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Home > Dictionary of Science Quotations > Scientist Names Index R > Bertrand Russell Quotes > Method

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Bertrand Russell
(18 May 1872 - 2 Feb 1970)

Welsh mathematician, logician and philosopher known for his work in mathematical logic, but was also active in social and political campaigns, advocating pacifism and nuclear disarmament.



I conclude that, while it is true that science cannot decide questions of value, that is because they cannot be intellectually decided at all, and lie outside the realm of truth and falsehood. Whatever knowledge is attainable, must be attained by scientific methods; and what science cannot discover, mankind cannot know.
— Bertrand Russell
Religion and Science (1935), 243.
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In science men have discovered an activity of the very highest value in which they are no longer, as in art, dependent for progress upon the appearance of continually greater genius, for in science the successors stand upon the shoulders of their predecessors; where one man of supreme genius has invented a method, a thousand lesser men can apply it. … In art nothing worth doing can be done without genius; in science even a very moderate capacity can contribute to a supreme achievement.
— Bertrand Russell
Essay, 'The Place Of Science In A Liberal Education.' In Mysticism and Logic: and Other Essays (1919), 41.
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Scientific method, although in its more refined forms it may seem complicated, is in essence remarkably simply. It consists in observing such facts as will enable the observer to discover general laws governing facts of the kind in question. The two stages, first of observation, and second of inference to a law, are both essential, and each is susceptible of almost indefinite refinement. (1931)
— Bertrand Russell
In The Scientific Outlook (1931, 2009), 3.
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The first man who said “fire burns” was employing scientific method, at any rate if he had allowed himself to be burnt several times. This man had already passed through the two stages of observation and generalization. He had not, however, what scientific technique demands—a careful choice of significant facts on the one hand, and, on the other hand, various means of arriving at laws otherwise than my mere generalization. (1931)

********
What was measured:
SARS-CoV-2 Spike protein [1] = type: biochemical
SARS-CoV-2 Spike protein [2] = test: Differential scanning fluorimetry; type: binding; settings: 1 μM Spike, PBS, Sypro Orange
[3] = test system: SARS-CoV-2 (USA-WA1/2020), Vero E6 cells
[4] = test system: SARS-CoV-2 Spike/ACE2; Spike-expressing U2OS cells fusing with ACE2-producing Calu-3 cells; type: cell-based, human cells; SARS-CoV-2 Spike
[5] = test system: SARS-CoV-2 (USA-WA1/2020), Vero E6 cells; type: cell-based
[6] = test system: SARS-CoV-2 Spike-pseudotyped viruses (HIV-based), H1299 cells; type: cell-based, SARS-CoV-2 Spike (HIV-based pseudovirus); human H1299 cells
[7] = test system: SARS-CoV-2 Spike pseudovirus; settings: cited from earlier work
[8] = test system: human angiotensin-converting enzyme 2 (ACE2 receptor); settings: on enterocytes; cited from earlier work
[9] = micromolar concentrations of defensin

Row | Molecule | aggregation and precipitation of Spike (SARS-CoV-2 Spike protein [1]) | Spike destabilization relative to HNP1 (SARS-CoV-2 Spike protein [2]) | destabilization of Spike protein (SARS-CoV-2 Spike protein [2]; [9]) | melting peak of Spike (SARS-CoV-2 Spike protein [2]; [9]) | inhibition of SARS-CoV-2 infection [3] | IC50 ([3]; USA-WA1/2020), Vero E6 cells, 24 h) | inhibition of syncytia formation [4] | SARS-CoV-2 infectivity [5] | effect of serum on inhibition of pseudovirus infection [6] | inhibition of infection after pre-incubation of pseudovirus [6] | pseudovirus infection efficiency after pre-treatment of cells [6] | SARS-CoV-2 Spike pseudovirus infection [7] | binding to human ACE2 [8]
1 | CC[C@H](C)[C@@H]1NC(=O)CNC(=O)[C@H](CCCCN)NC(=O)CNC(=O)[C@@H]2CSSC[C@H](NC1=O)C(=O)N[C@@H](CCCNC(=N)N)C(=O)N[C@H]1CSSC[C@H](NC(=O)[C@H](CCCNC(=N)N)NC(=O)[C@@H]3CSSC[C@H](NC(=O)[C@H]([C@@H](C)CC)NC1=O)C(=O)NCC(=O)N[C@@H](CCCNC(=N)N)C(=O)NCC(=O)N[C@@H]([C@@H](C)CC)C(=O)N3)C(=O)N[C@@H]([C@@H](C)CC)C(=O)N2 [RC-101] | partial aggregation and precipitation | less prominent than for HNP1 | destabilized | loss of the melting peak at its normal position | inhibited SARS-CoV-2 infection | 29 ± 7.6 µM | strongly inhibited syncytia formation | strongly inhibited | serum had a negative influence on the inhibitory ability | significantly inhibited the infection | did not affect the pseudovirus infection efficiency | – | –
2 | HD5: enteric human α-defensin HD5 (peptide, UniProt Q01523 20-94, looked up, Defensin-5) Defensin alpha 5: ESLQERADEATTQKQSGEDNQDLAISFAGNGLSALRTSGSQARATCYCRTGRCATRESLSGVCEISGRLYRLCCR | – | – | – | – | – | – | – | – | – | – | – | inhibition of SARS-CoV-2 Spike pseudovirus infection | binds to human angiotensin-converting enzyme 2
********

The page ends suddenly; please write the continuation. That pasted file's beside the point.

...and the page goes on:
— Bertrand Russell
In The Scientific Outlook (1931, 2009), 3.
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The method of “postulating” what we want has many advantages; they are the same as the advantages of theft over honest toil.
— Bertrand Russell
In Introduction to Mathematical Philosophy (1919), 71.
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There is as much difference between a collection of mentally free citizens and a community molded by modern methods of propaganda as there is between a heap of raw materials and a battleship.
— Bertrand Russell
From An Outline of Intellectual Rubbish (1937, 1943), 9. Collected in The Basic Writings of Bertrand Russell (2009), 61.
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This method is, to define as the number of a class the class of all classes similar to the given class. Membership of this class of classes (considered as a predicate) is a common property of all the similar classes and of no others; moreover every class of the set of similar classes has to the set of a relation which it has to nothing else, and which every class has to its own set. Thus the conditions are completely fulfilled by this class of classes, and it has the merit of being determinate when a class is given, and of being different for two classes which are not similar. This, then, is an irreproachable definition of the number of a class in purely logical terms.
— Bertrand Russell
The Principles of Mathematics (1903), 115.
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See also:
  • 18 May - short biography, births, deaths and events on date of Russell's birth.
  • Bertrand Russell - context of quote “A process which led from the amoeba to man” - Medium image (500 x 350 px)
  • Bertrand Russell - context of quote “A process which led from the amoeba to man” - Large image (800 x 600 px)

Carl Sagan Thumbnail In science it often happens that scientists say, 'You know that's a really good argument; my position is mistaken,' and then they would actually change their minds and you never hear that old view from them again. They really do it. It doesn't happen as often as it should, because scientists are human and change is sometimes painful. But it happens every day. I cannot recall the last time something like that happened in politics or religion. (1987) -- Carl Sagan
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- 90 -
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